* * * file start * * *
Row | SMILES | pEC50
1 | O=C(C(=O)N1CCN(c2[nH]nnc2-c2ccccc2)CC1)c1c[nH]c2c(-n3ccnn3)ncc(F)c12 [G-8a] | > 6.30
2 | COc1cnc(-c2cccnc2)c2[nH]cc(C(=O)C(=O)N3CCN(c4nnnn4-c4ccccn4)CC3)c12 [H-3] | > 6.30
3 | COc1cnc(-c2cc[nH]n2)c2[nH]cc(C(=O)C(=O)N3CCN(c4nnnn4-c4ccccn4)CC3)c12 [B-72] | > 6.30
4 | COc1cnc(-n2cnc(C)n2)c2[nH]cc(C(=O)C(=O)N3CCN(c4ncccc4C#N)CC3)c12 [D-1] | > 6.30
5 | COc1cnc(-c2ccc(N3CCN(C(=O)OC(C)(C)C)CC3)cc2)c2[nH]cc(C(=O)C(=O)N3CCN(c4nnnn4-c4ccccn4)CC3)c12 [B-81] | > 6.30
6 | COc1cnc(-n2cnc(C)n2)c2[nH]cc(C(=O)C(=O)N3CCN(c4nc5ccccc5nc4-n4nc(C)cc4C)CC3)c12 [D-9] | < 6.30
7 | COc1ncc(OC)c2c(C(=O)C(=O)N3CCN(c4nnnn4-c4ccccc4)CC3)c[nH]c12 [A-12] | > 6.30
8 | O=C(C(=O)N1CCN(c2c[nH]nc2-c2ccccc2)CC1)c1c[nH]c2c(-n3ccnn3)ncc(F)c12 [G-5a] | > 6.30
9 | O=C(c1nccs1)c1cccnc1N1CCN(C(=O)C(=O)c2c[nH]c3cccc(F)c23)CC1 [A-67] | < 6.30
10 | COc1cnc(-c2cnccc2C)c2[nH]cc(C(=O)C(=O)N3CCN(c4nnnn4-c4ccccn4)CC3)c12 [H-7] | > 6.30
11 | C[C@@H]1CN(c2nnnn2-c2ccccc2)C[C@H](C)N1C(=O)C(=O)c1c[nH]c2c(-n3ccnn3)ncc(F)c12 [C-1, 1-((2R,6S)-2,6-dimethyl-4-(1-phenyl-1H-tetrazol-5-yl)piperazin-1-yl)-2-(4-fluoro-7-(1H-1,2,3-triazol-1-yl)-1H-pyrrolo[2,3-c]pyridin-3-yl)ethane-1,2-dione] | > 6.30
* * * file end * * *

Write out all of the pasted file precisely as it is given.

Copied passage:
Row | SMILES | pEC50
1 | O=C(C(=O)N1CCN(c2[nH]nnc2-c2ccccc2)CC1)c1c[nH]c2c(-n3ccnn3)ncc(F)c12 [G-8a] | > 6.30
2 | COc1cnc(-c2cccnc2)c2[nH]cc(C(=O)C(=O)N3CCN(c4nnnn4-c4ccccn4)CC3)c12 [H-3] | > 6.30
3 | COc1cnc(-c2cc[nH]n2)c2[nH]cc(C(=O)C(=O)N3CCN(c4nnnn4-c4ccccn4)CC3)c12 [B-72] | > 6.30
4 | COc1cnc(-n2cnc(C)n2)c2[nH]cc(C(=O)C(=O)N3CCN(c4ncccc4C#N)CC3)c12 [D-1] | > 6.30
5 | COc1cnc(-c2ccc(N3CCN(C(=O)OC(C)(C)C)CC3)cc2)c2[nH]cc(C(=O)C(=O)N3CCN(c4nnnn4-c4ccccn4)CC3)c12 [B-81] | > 6.30
6 | COc1cnc(-n2cnc(C)n2)c2[nH]cc(C(=O)C(=O)N3CCN(c4nc5ccccc5nc4-n4nc(C)cc4C)CC3)c12 [D-9] | < 6.30
7 | COc1ncc(OC)c2c(C(=O)C(=O)N3CCN(c4nnnn4-c4ccccc4)CC3)c[nH]c12 [A-12] | > 6.30
8 | O=C(C(=O)N1CCN(c2c[nH]nc2-c2ccccc2)CC1)c1c[nH]c2c(-n3ccnn3)ncc(F)c12 [G-5a] | > 6.30
9 | O=C(c1nccs1)c1cccnc1N1CCN(C(=O)C(=O)c2c[nH]c3cccc(F)c23)CC1 [A-67] | < 6.30
10 | COc1cnc(-c2cnccc2C)c2[nH]cc(C(=O)C(=O)N3CCN(c4nnnn4-c4ccccn4)CC3)c12 [H-7] | > 6.30
11 | C[C@@H]1CN(c2nnnn2-c2ccccc2)C[C@H](C)N1C(=O)C(=O)c1c[nH]c2c(-n3ccnn3)ncc(F)c12 [C-1, 1-((2R,6S)-2,6-dimethyl-4-(1-phenyl-1H-tetrazol-5-yl)piperazin-1-yl)-2-(4-fluoro-7-(1H-1,2,3-triazol-1-yl)-1H-pyrrolo[2,3-c]pyridin-3-yl)ethane-1,2-dione] | > 6.30